Found this via Michael Arrington. I agree it’s a great way to build buzz. It’s the funniest video I’ve seen in ages.
Has mildly bad language…
A court in Brazil has just ordered the shut down of Google’s YouTube for failing to remove a celebrity sex video from the site.
Daniela Cicarelli, a model and ex-wife of soccer great Ronaldo, sued YouTube after a video of her apparently having sex in shallow water on a beach with her boyfriend was posted to the site.
While Google may not have to obey the ruling – as they are a U.S. based company – the search engine has already shown they’ll bend to the ruling of foreign courts, so it will be interesting to see how they handle this one.
Meanwhile, Cicarelli may wish to either…
a. think twice about having sex in public
b. speak to Paris Hilton and hear how a leaked sex video can re-ignite a career
It’s a new year and a new law suit for Google. This time, the world’s largest search engine is joined by Apple and Napster as they face allegations of patent infringement from online movie distributor Intertainer Inc.
Intertainer, claiming it has suffered irreparable harm, asked the court for cash compensation and an order to prevent the companies from using its technology.
Intertainer’s patent was issued in August 2005 and covers a “digital entertainment service platform”. According to their web site, Intertainer counts Intel, Comcast and NBC among its investors, and this is not the first time the company has taken on the big guys.
In September 2002…
This will likely be the last news post until after Christmas. Here’s what’s caught my attention today.
Reuters reports both Google and Baidu.com are considering their options for expanding online video services in China.
…Google is considering whether to simply translate its global YouTube site into Chinese or build up a brand new “YouTube China”, possibly through the acquisition of a local video-sharing Web site, which may cost more time and money.
I wish I knew more about the search market in China and whether there’s the same demand for online video as there is in the U.S. Maybe I can entice China-SEO expert, David Temple to stop by with his thoughts.
If youâ€™re familiar with StumbleUpon, the web surfing toolbar, youâ€™ve probably spent countless hours hitting the â€œstumbleâ€ button and discovering sites that are eerily tailored towards your taste.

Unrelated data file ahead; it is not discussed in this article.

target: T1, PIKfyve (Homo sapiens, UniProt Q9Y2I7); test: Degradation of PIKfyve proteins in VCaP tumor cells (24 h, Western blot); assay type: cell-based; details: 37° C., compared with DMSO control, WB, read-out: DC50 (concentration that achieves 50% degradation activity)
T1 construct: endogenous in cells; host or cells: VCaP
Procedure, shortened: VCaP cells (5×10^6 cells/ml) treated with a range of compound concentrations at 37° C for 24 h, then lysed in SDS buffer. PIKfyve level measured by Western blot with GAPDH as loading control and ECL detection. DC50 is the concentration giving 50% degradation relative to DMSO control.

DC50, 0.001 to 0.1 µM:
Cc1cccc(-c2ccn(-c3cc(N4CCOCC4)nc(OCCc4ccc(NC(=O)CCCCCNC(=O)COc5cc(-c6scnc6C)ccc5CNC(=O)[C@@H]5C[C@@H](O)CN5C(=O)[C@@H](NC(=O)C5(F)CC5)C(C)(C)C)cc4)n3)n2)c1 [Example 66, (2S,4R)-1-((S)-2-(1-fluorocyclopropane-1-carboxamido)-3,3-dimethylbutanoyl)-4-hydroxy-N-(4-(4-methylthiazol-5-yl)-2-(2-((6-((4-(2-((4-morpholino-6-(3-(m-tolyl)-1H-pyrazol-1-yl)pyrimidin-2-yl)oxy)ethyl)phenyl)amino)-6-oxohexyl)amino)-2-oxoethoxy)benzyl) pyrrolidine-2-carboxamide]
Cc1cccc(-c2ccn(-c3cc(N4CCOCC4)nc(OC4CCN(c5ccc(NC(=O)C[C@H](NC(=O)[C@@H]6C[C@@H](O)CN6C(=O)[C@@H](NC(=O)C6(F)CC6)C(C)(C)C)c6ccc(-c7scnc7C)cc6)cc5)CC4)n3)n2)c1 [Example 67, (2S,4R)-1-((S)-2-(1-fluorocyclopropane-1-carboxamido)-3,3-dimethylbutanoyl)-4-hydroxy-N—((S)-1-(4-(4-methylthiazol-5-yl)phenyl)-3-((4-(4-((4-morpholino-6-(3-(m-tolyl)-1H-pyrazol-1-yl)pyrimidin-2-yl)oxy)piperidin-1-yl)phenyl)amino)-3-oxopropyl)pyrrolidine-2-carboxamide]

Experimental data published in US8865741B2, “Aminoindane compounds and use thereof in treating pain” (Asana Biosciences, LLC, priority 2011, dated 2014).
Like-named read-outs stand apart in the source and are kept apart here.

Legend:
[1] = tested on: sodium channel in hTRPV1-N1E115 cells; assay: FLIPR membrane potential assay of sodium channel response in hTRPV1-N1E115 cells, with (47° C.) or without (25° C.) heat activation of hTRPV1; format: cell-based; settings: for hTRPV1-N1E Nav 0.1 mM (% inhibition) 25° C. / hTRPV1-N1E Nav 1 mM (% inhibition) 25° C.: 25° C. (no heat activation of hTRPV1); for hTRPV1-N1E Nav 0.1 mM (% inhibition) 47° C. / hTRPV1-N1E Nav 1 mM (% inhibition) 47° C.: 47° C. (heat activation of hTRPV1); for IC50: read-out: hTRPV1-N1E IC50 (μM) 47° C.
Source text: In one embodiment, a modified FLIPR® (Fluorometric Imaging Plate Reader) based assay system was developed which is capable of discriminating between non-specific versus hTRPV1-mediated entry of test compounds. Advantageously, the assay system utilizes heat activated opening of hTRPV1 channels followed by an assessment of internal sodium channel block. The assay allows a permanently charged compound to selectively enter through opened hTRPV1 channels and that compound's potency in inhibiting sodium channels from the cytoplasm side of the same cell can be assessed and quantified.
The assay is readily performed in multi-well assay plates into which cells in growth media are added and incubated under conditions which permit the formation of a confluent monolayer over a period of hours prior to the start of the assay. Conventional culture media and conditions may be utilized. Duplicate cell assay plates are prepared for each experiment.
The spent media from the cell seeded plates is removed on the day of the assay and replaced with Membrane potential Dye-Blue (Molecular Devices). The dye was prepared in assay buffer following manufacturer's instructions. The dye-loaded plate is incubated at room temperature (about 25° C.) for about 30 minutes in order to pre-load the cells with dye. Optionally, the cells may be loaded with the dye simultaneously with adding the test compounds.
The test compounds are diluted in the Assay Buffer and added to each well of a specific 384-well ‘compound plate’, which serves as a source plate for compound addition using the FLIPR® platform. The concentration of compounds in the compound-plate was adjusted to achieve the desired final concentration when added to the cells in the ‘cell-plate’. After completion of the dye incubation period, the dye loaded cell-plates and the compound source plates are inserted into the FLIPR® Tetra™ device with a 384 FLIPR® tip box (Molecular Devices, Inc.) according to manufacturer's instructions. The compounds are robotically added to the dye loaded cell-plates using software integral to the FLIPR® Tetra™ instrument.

Taking that same concept, StumbleUpon has launched StumbleVideo, a web site that allows visitors to â€œsurfâ€ video content from MySpace, Google Video and YouTube, using the same technology used by the popular toolbar.
Earlier this week, I had a chance to sit down with StumbleUponâ€™s VP of Marketing, David Feller, and get a sneak peak at the new service. Unfortunately for me, itâ€™s equally as addictive as the toolbar, and now I fear Iâ€™ll waste many afternoon hours viewing content that matches my interests.
For those of you not familiar with StumbleUpon, itâ€™s a fast growing community founded in 2001, with 1.6 million people â€œStumblingâ€ roughly 4 million times each day. When joining, users select topics of interest and then asked to rate web sites presented to them, with a â€œthumbs-upâ€ or â€œthumbs-downâ€. Users can also share their favorites, view their friendsâ€™ content, tag and submit new web pages.
With the launch of StumbleVideo, the company is betting that people will enjoy discovering new videos in the very same way, and spend even more time â€œchannel surfingâ€. â€œPeople demand instant access to online video content thatâ€™s personally gratifying, and they donâ€™t want to spend all day looking for it. Thatâ€™s where StumbleUpon fits in,â€ says Feller. â€œStumbleVideo allows people to discover great videos they would likely never find using traditional keyword searches. The experience is like channel surfing through video content that is laser-targeted to your tastes.â€
Business 2.0 explains why the expected influx of law suits against YouTube, with its acquisition by Google, never materialized. Instead, Google helped bring credibility to the video sharing site and discovered ways to work with the big TV networks.
For example, take a look at the deal struck with CBS.
As part of the deal, CBS agreed to offer free video clips for downloading. In return, the media company gets to sniff around YouTube for any content bearing its copyright. CBS can then choose between removing the offending clips or getting a cut of the revenue YouTube generates from any advertising linked to the clip.
That’s brilliant! YouTube gets sanctioned clips from CBS and in return CBS gets to decide if a video clip should be pulled or if it will help them generate buzz and/or money.
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